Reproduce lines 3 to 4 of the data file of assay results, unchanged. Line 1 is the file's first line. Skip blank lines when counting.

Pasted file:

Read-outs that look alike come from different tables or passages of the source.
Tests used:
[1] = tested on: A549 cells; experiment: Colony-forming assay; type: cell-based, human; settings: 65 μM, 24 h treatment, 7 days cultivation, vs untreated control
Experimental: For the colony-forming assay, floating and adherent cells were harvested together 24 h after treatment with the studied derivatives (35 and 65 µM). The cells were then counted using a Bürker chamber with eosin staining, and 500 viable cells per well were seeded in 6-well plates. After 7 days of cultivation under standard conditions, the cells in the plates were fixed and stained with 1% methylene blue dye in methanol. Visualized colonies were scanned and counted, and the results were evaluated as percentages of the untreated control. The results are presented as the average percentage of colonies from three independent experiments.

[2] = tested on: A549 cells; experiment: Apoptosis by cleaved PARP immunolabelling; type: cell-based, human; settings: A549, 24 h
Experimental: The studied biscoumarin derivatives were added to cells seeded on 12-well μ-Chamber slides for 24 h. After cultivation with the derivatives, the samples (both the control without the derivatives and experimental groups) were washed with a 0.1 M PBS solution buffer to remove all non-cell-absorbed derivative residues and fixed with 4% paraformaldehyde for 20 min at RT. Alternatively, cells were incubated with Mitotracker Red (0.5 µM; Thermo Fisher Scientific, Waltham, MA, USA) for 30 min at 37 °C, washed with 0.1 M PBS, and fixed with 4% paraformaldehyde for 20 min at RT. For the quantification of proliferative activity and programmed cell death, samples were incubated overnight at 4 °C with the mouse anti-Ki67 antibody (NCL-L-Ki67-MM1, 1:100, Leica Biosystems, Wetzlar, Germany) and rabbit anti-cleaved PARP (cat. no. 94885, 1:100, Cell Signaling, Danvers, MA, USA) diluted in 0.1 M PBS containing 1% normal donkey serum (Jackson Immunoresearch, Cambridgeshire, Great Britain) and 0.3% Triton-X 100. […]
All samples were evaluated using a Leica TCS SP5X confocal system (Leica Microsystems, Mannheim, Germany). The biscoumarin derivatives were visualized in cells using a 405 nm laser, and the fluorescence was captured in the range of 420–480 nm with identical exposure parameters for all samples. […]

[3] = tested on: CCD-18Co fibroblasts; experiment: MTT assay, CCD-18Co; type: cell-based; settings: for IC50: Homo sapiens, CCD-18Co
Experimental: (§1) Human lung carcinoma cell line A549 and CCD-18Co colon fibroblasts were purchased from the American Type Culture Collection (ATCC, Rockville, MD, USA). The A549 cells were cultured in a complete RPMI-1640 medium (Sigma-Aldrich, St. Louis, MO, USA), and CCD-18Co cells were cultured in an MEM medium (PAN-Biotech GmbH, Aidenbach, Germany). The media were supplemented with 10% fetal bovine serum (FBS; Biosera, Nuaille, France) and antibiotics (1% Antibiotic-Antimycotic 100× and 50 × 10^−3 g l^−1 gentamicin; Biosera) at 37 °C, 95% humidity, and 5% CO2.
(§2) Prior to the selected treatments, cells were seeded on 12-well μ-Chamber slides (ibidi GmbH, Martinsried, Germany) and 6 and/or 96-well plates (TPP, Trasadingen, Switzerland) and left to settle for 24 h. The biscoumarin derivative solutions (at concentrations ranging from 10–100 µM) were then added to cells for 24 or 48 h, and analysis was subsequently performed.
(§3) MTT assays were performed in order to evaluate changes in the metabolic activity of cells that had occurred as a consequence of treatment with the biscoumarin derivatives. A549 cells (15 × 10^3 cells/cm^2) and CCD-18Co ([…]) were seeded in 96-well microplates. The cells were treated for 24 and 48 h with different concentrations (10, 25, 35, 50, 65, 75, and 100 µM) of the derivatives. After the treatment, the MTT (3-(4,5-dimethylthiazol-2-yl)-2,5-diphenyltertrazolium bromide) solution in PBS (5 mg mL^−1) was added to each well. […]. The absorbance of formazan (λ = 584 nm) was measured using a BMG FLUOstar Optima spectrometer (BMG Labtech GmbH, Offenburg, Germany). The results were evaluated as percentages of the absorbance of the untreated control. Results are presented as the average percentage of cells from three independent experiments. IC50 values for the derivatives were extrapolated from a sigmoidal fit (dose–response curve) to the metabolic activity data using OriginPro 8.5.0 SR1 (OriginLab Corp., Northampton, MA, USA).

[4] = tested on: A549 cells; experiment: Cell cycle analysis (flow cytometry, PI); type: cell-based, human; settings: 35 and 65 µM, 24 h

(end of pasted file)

[1] = tested on: A549 cells; experiment: Colony-forming assay; type: cell-based, human; settings: 65 μM, 24 h treatment, 7 days cultivation, vs untreated control
Experimental: For the colony-forming assay, floating and adherent cells were harvested together 24 h after treatment with the studied derivatives (35 and 65 µM). The cells were then counted using a Bürker chamber with eosin staining, and 500 viable cells per well were seeded in 6-well plates. After 7 days of cultivation under standard conditions, the cells in the plates were fixed and stained with 1% methylene blue dye in methanol. Visualized colonies were scanned and counted, and the results were evaluated as percentages of the untreated control. The results are presented as the average percentage of colonies from three independent experiments.